• Terzan 5 has five of the ten fastest known millisecond pulsars anywhere, including the fastest: PSR J1748-2446ad (rotating 716 times per second)!
  • Six of the new systems in Terzan 5 (I, J, Q, U, X and Z) have orbital eccentricities above 0.3!
  • Terzan 5 I is a 9.57-ms pulsar in a 1.33-day orbit with a 0.24-solar mass companion. The orbital eccentricity of this system is 0.43.
  • Terzan 5 J is a 80.3-ms pulsar in a 1.10-day orbit with a 0.39-solar mass companion. The orbital eccentricity is 0.35.

The compactness of these orbits allowed the measurement of the rate of advance of periastron for these two binaries by 2005: they have total masses of 2.17(2) and 2.20(4) solar masses respectively.

  • A Search for Millisecond Pulsars in Terzan 5
  • If this effect is fully relativistic, two systems (I and J) could host massive pulsars: their median masses are 1.86 and 1.76 solar masses.
  • There is a 95% probability that one of them is more massive than 1.68 solar masses.
  • Still, it is possible that these are being seen at low inclination! From: Ransom et al., 2005, Science, 307, 892
  • Arecibo Timing of M5B
  • Discovered by A. Wolszczan in 1989 using the Arecibo telescope, PSR B1516+02B was one of the first MSPs to be found in a globular cluster (NGC 5904, or M5), for that reason it is also known as M5B.
  • Timing solution found by Anderson et al. (1997, ApJ, 482, 870). It is a 7.95-ms pulsar in a 6.85-day orbit with a 0.13-solar mass companion. The orbital eccentricity is 0.14, the highest known at the time for a MSP.
  • Precession of periastron was detected, but no astrophysically useful mass limits were derived! NAIC / Arecibo Observatory
  • Arecibo Timing of M5B
  • The Arecibo upgrade, in the late 1990s, has allowed the use of much higher frequencies and increased bandwidths.
  • An Arecibo L-band globular cluster survey started in 2001, this discovered a total of 13 new MSPs in several globular clusters in the Arecibo Sky (Hessels et al. 2007, ApJ, 670, 363).
  • This found 3 new pulsars in M5. These were timed until the present (Stairs et al., in preparation)
  • Data was also used to time previously known pulsars, PSR B1516+02A and B at L-band.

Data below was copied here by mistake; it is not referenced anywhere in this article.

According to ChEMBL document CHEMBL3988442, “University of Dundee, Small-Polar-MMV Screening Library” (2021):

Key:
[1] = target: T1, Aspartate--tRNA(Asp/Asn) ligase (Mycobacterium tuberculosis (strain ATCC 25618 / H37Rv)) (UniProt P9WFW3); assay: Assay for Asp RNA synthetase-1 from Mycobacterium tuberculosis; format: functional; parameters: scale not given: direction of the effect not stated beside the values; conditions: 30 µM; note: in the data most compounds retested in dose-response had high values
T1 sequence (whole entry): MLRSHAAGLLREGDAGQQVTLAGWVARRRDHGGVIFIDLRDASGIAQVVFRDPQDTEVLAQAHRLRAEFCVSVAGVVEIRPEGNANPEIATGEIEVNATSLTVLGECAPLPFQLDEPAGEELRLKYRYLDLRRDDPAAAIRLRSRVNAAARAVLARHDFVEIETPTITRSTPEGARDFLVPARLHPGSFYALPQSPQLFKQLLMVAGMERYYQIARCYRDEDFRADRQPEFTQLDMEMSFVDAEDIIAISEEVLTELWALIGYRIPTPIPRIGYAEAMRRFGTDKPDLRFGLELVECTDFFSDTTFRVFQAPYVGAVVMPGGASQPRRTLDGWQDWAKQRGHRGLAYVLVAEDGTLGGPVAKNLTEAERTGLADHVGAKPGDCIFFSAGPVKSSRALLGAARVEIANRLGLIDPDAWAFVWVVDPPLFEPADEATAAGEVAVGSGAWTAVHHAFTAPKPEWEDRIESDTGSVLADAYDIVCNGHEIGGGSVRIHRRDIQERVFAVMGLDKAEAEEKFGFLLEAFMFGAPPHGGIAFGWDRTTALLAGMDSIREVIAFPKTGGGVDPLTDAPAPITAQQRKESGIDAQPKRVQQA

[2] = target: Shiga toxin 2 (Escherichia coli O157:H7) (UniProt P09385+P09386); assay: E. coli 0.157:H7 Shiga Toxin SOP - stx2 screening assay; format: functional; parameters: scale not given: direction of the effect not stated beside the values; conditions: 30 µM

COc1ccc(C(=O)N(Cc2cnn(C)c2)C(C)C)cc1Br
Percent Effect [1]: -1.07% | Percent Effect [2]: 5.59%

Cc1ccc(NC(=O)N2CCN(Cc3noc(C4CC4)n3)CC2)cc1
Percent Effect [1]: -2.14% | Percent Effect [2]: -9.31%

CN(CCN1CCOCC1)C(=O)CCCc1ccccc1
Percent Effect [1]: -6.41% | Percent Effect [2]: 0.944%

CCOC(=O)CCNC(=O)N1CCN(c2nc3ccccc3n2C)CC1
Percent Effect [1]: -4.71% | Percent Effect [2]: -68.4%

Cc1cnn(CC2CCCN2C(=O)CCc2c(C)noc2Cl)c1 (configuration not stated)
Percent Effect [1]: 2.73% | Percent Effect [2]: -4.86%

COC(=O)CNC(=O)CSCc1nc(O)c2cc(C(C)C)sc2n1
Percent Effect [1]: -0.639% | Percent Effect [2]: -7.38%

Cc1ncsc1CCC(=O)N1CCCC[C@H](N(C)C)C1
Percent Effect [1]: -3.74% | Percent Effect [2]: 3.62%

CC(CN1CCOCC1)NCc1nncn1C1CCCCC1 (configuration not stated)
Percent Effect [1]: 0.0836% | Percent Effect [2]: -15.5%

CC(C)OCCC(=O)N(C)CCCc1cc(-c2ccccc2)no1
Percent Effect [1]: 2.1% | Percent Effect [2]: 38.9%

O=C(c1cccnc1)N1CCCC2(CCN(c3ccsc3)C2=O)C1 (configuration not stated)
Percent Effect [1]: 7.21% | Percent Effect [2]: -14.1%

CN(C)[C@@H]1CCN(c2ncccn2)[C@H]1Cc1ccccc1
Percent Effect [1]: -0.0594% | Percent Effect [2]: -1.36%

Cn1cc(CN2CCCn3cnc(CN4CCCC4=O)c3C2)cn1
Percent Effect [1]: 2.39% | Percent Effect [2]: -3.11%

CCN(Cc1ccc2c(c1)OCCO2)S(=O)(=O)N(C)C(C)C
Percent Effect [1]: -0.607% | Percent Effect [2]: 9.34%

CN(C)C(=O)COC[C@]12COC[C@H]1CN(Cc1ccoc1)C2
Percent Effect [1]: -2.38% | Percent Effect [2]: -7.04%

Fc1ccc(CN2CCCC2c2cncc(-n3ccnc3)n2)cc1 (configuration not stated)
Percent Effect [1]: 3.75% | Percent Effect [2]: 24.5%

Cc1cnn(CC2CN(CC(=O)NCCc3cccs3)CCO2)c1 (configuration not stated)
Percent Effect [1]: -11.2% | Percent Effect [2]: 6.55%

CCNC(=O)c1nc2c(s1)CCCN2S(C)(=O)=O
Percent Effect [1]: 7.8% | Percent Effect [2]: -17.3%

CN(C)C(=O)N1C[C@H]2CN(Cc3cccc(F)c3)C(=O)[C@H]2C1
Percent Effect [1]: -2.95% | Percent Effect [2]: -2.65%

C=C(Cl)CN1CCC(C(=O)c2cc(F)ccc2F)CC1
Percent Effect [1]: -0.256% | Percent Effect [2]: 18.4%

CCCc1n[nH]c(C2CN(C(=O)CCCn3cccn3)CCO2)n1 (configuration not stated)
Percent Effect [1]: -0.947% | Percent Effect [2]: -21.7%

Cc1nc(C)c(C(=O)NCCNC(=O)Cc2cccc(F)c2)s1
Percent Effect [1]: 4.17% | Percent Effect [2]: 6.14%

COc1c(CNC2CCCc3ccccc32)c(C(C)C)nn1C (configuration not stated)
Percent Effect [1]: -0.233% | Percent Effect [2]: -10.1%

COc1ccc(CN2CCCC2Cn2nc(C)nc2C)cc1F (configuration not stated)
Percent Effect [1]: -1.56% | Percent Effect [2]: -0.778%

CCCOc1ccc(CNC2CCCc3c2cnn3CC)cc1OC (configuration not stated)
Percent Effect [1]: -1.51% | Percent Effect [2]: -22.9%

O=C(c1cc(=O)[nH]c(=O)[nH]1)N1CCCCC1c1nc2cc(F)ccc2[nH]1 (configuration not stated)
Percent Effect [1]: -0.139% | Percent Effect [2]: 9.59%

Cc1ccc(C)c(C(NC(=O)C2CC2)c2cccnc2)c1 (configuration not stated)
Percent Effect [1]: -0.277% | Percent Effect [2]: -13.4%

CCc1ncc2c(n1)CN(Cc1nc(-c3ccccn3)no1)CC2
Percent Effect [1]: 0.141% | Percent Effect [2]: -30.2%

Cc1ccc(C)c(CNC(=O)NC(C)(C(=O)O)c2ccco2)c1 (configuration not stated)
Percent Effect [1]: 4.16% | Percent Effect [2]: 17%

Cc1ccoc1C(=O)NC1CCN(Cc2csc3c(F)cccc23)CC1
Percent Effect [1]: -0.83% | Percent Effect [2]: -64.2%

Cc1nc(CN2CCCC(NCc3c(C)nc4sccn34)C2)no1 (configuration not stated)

The rate of advance of periastron is now determined with high significance!

  • Arecibo Timing of M5B
  • The total mass of the system is remarkably similar to the total masses of Terzan 5 I and J: 2.29(17) solar masses.
  • Pulsar mass: 2.08+0.18 –0.19 solar masses. There is a 0.77% probability that the mass of the neutron star is “normal”.
  • Pulsar mass is similar to Terzan 5 I and J. There is a 95% probability that it is more massive than 1.72 solar masses. (Freire et al. 2008b, ApJ,679, 1433) From: Freire et al. 2008b, ApJ, 679, 1433
  • Arecibo Timing of M5B
  • HST archival images of the position of M5B don’t show any companions down to magnitude 26.5.
  • This implies that, if companion is a MS star, its mass is below 0.25 solar masses.
  • Otherwise, it is a white dwarf.
  • In either case, rotational effects are likely to be negligible! The periastron advance is therefore very likely to be relativistic. From: Freire et al. 2008b, ApJ, 679, 1433 (2008)
  • New Globular Cluster Searches: 35 New MSPs!
  • Motivated by the spectacular Terzan 5 results (30 new MSPs to date!), we decided to use the same observing system to search for pulsars in other globular clusters.
  • So far we have found 35 new MSPs in other globular clusters!
  • Eleven of these were found in the globular cluster NGC 6626, or M28 (Steve Bégin, M.Sc. Thesis, Begin et al. 2009, ApJ., in preparation)
  • Two of them are in eccentric orbits: PSR J1824–2452C and PSR J1824–2452D.
  • PSR J1824–2452C is a 4.159 ms pulsar in a 8.0-day orbit with a 0.25-solar mass companion. The orbital eccentricity is 0.85! Maximum possible mass: 1.35 solar masses!

PSR J1824–2452D is a 79.8-ms pulsar in a 30-day orbit with a 0.37-solar mass companion. The orbital eccentricity is 0.78!

  • NGC 6440B
  • The same GBT/S-band/SPIGOT survey has also found 8 new MSPs in NGC 6440 and NGC 6441 (Freire et al. 2008a, ApJ, 675, 670). AAT
  • NGC 6440B
  • One of the new discoveries is PSR J1748-2021B, or NGC 6440B. It is a 16.7-ms pulsar in an eccentric (e = 0.57) 20.5-day orbit with a ~0.1 solar mass companion. Image courtesy of Scott M. Ransom
  • NGC 6440B
  • After ~1 year timing this pulsar, we have obtained a good measurement of the rate of advance of periastron. If fully relativistic, this implies a total system mass of ~2.92 ± 0.25 solar masses. It could be a double neutron star system!
  • The companion has only ~0.1 solar masses. Median of probability for pulsar mass is 2.74 solar masses.
  • There is a 99% probability of mass being larger than 2 solar masses, 0.1% probability of having a “normal” mass.
  • Is this a super-massive neutron star? From: Freire et al. (2008a), ApJ 675, 670
  • NGC 6440B
  • If it is a DNS binary, there is a 1% chance of finding such a low inclination among the known DNSs.
  • Another possibility is that this is a 2.1-solar mass pulsar like M5B with a massive companion seen at low inclination! Perhaps a better alternative than new physics!